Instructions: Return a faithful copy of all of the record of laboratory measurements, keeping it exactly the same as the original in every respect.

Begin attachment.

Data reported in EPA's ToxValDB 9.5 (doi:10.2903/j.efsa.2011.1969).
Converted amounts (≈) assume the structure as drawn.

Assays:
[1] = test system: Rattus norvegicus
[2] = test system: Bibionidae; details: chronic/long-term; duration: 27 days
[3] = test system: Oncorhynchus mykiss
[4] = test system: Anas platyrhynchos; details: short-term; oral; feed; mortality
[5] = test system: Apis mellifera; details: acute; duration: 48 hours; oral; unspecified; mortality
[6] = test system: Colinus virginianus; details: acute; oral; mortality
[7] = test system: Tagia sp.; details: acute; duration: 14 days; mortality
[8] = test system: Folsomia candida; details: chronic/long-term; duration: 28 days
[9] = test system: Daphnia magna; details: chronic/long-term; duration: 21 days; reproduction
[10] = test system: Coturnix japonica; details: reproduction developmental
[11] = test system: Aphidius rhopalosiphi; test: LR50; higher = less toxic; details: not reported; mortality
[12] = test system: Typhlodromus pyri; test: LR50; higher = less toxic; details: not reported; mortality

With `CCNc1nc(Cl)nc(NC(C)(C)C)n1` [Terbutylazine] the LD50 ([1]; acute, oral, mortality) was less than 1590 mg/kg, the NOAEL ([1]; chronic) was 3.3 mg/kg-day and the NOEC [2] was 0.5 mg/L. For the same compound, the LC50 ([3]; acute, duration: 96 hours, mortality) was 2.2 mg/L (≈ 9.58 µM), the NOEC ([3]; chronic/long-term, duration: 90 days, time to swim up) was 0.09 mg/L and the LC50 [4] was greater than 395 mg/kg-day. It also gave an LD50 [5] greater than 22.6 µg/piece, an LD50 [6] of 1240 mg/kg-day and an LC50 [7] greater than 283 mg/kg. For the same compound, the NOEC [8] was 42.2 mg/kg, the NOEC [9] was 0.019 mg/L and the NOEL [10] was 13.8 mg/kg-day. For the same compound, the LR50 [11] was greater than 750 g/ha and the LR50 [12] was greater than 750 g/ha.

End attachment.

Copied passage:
Data reported in EPA's ToxValDB 9.5 (doi:10.2903/j.efsa.2011.1969).
Converted amounts (≈) assume the structure as drawn.

Assays:
[1] = test system: Rattus norvegicus
[2] = test system: Bibionidae; details: chronic/long-term; duration: 27 days
[3] = test system: Oncorhynchus mykiss
[4] = test system: Anas platyrhynchos; details: short-term; oral; feed; mortality
[5] = test system: Apis mellifera; details: acute; duration: 48 hours; oral; unspecified; mortality
[6] = test system: Colinus virginianus; details: acute; oral; mortality
[7] = test system: Tagia sp.; details: acute; duration: 14 days; mortality
[8] = test system: Folsomia candida; details: chronic/long-term; duration: 28 days
[9] = test system: Daphnia magna; details: chronic/long-term; duration: 21 days; reproduction
[10] = test system: Coturnix japonica; details: reproduction developmental
[11] = test system: Aphidius rhopalosiphi; test: LR50; higher = less toxic; details: not reported; mortality
[12] = test system: Typhlodromus pyri; test: LR50; higher = less toxic; details: not reported; mortality

With `CCNc1nc(Cl)nc(NC(C)(C)C)n1` [Terbutylazine] the LD50 ([1]; acute, oral, mortality) was less than 1590 mg/kg, the NOAEL ([1]; chronic) was 3.3 mg/kg-day and the NOEC [2] was 0.5 mg/L. For the same compound, the LC50 ([3]; acute, duration: 96 hours, mortality) was 2.2 mg/L (≈ 9.58 µM), the NOEC ([3]; chronic/long-term, duration: 90 days, time to swim up) was 0.09 mg/L and the LC50 [4] was greater than 395 mg/kg-day. It also gave an LD50 [5] greater than 22.6 µg/piece, an LD50 [6] of 1240 mg/kg-day and an LC50 [7] greater than 283 mg/kg. For the same compound, the NOEC [8] was 42.2 mg/kg, the NOEC [9] was 0.019 mg/L and the NOEL [10] was 13.8 mg/kg-day. For the same compound, the LR50 [11] was greater than 750 g/ha and the LR50 [12] was greater than 750 g/ha.